The higher segment appears to have recovered faster as buyers saw opportunities to upgrade at massive discounts, but there is now much more activity in the middle segment or “backbone” of the market, while the lower segment appears to be feeling the effects now of the rising costs that put household incomes under severe pressure noted Andre Van Der Merwe, Principal of the Chas Everitt Benoni franchise.

 What is the outlook for this sector going forward?

“Excellent, we would say, with the demand for home ownership rising steadily alongside the rapid increase in the number of middle class South Africans. This number has more than doubled from 1,7 million adults to 4,2 million in the past eight years and there is also a growing appreciation of the benefits of buying a home as opposed to renting concluded Chas Everitt’s Group MD, Berry Everitt.

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What buyers should ask at show days

show-daysShow days can tell you a lot more about a property than just its layout or perhaps the condition of its roof – provided you ask the right questions.

So says Berry Everitt, MD of the Chas Everitt International property group, who believes prospective buyers should not be afraid to ask, for example, whether the agent has already had any offers on the property that the seller has rejected.

“The answer to that question should give you a good idea of how other people have responded to the property and whether the seller is willing to negotiate. And that should help you to decide if you’re really interested in buying this property and if so, how to frame an offer that the seller is likely to accept.”

But before you do that, he says, you should also ask how long the property has been on the market. If it is getting a little “tired”, the seller might be open to a lower offer. Alternatively he or she might be holding out for an unrealistic price, in which case you should probably just move on to your next prospect.

Prospective buyers attending show days should also ask, Everitt says, why the current owners of the property are selling. “The agent showing the house might not want to discuss this, but on the other hand the sellers might not mind you knowing that they are urgently relocating to another city for work, or that they are a bit uncertain about when their new home will be ready and would appreciate some flexibility around occupation dates.

“And again, any information that you can glean will help you decide whether to make an offer and what terms might make it more acceptable to the seller.”

However, he notes, it’s no use making an offer if the bank is unlikely to find sufficient value in the property to approve a bond at the price being asked.

“This, too, is information that you can request on a show day. You can ask to see a comparative market analysis (CMA) showing the price and other details of similar homes recently sold in the same area, which is what the bank will also use as the basis for assessing the ‘market value’ of the property.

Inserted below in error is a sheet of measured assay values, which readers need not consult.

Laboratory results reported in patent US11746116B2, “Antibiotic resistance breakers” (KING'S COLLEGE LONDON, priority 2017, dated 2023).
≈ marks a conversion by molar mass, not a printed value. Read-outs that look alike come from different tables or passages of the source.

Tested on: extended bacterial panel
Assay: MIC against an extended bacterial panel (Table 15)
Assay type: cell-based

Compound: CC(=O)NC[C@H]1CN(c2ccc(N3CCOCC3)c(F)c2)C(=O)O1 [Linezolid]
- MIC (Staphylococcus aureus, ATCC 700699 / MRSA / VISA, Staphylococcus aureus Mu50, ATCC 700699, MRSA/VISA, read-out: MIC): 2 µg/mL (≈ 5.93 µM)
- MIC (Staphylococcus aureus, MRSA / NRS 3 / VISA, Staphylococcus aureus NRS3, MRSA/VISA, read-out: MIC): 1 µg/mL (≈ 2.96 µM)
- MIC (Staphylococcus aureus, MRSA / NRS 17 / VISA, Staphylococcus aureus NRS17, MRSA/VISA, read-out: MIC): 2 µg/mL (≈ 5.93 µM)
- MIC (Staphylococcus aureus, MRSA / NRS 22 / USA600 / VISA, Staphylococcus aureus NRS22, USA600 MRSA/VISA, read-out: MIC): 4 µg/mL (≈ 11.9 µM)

“If the agent does not have a CMA immediately available, he or she should be willing to get one to you within a day or two after the show day – along with the other documentation you should ask to see before you make an offer.

“This includes any certificates of compliance applicable to the property (electrical,plumbing and gas are now standard), the conduct rules and the current financial statements if the property is in a sectional title complex or estate, the latest account from the local authority showing that rates and utility payments are up to date, and preferably, a copy of the title deed so you can check that there are no awkward servitudes or restrictions applicable to the property.”

Then finally, Everitt says, you should use show days as an opportunity to gather whatever information you can about the area, its community and any crime fighting initiatives, and its schools, shops and public transport – “bearing in mind that location is just as important, if not more so, than the state of the property you came to see”.

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Double check the rates clearance certificate

property-rates-clearance-certificateIf you’re a home buyer currently, it’s important to make absolutely sure now that the seller has paid off every last cent that might have been owed to the municipality before you take transfer of the property says Berry Everitt of the Chas Everitt Property Group.

Previously, you might have assumed that this aspect of the transaction would have been taken care of by the fact that the local authority has to issue a rates clearance certificate – which states that all rates and service charges owing on the property have been paid in full – before transfer can take place.

Now, however, things are not so certain, because an Appeal Court decision taken last year means that municipalities have to issue a rates clearance certificate to facilitate transfers even if sellers have only paid all the amounts due for the two years prior to the sale of a property.

In other words, there could still be large amounts outstanding for the years prior to that time period, and there is now a possibility, albeit slight, that you as the new property owner could become liable for these debts once you take transfer. So don’t rely on the rates clearance certificate; rather ask the seller directly for proof that all municipal debts have been settled.